What Is This?
Way back in 2018 when I started my blog, the main thing I made were "30 minute dungeons". I made several posts on the subject and a couple that had tutorials on how to make them yourselves. The goal was to produce a relatively usable adventure, sans map/statistics, in only 30 minutes.
I've moved past the "30 minute" aspect a bit, and what I usually do now is simply make a dungeon in about 10 minutes on a single sheet of notebook paper and then elaborate it later into something proper at my leisure. That is how I made my last two posts.
What I aim to do in this post is to consolidate all of the information from my previous dungeon design posts into one big post here, for the convenience of everyone. For the convenience of everyone I will be referring to this concept as the Ten Room Dungeon for the rest of this article.
|I've recently tried out the OD&D style of art, that is to say heavily using a reference and adding slight changes. This goblin is based on an illustration of an elf from English Folk and Fairy Tales drawn by John Dickson Batten|
The average Ten Room Dungeon should have the following:
- 3 combat/monster encounters
- 2 traps/hazards
- 1 weird thing for players to interact/experiment with
- 1 non-player character who is not immediately hostile to the party
- 3 areas devoid of combat, non-player characters, hazards, or weird things
Typically I find this balance allows for a fun, 1.5 to 2 hour session if run using a quick system, but obviously it will depend on your own style of play.
These are only guidelines, not every Ten Room Dungeon will necessarily look like this. For example, the Forbidden Maze of the Trapmaker may have 4 traps, 2 weird things, 1 NPC, 1 safe area, and 2 monster encounters.
In terms of treasure, a rule of thumb is that 4 areas should have treasure of some kind, and usually amongst the treasure there should be 1 magic item of some kind. Again though, this is only a guideline, and honestly probably the easiest one to bend. It would make sense, for example, that the Forbidden Maze of the Trapmaker would only have treasure at the very end, past all the traps which protect it.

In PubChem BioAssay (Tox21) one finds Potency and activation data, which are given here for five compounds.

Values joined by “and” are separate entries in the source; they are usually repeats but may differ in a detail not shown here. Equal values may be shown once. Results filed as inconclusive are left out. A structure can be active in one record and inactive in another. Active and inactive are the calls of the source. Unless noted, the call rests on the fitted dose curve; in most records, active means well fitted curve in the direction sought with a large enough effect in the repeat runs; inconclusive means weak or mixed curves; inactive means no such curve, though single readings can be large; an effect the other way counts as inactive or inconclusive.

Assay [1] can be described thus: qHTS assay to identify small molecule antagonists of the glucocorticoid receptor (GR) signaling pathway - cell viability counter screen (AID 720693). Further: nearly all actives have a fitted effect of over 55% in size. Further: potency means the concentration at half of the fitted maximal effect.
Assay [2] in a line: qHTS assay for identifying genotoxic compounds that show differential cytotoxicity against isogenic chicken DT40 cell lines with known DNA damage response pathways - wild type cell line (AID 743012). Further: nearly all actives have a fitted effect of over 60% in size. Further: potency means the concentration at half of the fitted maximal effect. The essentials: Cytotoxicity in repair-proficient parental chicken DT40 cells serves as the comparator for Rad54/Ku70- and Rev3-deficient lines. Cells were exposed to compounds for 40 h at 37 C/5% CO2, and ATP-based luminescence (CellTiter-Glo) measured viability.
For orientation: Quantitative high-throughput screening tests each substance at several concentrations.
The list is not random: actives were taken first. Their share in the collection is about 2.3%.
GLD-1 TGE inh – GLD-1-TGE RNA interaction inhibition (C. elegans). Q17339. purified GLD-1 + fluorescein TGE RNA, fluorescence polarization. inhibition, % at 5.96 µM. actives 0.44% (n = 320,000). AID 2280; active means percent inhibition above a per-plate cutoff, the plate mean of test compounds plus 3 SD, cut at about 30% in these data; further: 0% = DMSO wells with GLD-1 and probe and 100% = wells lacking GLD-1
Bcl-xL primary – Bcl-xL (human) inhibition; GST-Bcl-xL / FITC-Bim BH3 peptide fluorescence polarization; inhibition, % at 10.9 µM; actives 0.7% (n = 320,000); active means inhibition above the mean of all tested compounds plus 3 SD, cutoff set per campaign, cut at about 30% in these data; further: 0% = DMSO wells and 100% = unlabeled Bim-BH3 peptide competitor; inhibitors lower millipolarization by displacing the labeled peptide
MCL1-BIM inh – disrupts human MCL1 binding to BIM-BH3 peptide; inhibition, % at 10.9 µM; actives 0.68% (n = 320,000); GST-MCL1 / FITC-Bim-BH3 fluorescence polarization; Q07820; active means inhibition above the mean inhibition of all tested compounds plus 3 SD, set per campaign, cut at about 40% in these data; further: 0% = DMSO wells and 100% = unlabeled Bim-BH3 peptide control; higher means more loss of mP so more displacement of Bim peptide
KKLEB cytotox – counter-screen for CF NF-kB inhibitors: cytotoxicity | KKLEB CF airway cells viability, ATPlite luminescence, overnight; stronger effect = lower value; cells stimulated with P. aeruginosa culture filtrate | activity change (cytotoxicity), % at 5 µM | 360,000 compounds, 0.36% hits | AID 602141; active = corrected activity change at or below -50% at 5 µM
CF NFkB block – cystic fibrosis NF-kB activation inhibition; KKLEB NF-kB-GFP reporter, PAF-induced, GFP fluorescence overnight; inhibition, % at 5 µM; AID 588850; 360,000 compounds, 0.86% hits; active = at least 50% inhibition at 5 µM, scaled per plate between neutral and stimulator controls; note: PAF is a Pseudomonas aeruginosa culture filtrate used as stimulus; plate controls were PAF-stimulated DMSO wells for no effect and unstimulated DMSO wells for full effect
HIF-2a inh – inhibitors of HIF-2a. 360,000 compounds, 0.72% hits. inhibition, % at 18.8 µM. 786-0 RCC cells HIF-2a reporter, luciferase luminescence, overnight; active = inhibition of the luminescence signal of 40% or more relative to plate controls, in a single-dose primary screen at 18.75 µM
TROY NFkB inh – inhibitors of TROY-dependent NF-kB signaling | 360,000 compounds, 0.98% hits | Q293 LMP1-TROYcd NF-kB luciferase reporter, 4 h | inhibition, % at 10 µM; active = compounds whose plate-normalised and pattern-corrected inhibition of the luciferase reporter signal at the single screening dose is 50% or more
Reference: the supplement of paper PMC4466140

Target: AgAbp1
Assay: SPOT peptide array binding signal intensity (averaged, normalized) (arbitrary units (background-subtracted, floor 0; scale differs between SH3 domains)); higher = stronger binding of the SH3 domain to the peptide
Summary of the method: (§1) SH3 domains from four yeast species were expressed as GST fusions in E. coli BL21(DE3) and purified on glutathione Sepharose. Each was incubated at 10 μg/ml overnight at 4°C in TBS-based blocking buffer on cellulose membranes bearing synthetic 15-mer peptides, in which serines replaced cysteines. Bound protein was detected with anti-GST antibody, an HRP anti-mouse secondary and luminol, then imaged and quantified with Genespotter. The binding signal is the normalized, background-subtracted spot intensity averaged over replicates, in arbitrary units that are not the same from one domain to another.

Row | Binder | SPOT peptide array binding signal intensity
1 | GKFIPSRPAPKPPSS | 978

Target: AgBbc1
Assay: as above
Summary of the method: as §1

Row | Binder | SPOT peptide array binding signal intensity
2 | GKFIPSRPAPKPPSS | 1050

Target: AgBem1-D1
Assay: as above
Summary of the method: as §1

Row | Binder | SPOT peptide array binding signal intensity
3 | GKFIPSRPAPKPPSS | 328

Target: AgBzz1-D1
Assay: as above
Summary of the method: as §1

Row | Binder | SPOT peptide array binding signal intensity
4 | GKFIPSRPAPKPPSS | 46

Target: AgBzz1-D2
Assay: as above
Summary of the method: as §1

|This Chaos knight is based off of a drawing by Henry Macbeth-Raeburn for the book Castle Dangerous|
2. Something that tells the characters about the dungeon's history
3. Something that alerts the characters to a combat encounter
4. Something that alerts the characters to a special room
5. Something that alerts the characters to a trap
6. Something useful to the characters
1. Something that changes the characters who interact with it
2. Something physically impossible
3. Something that provides a boon for a sacrifice
4. Something that can result in great reward or terrible disaster
5. Something that seems ordinary but isn't
6. Something weird to witness/experience
1. An ally
2. A villain
3. A victim
4. A rival explorer
5. A quest-giver
6. A weirdo
1. A horde of weak opponents
2. One tough opponent
3. A weak opponent and their guards
4. A pair of tough opponents
5. A tough opponent and their underlings
6. A group of competent opponents, worthy adversaries to the characters
1. Something that will inconvenience the characters
2. Something that will kill the characters
3. Something that will incapacitate the characters
4. Something that will trap the characters
5. Something that will alert/summon enemies
6. Something that will separate the characters
|This fungus from Yuggoth is mainly based off of a photo of a crab I found on google images.|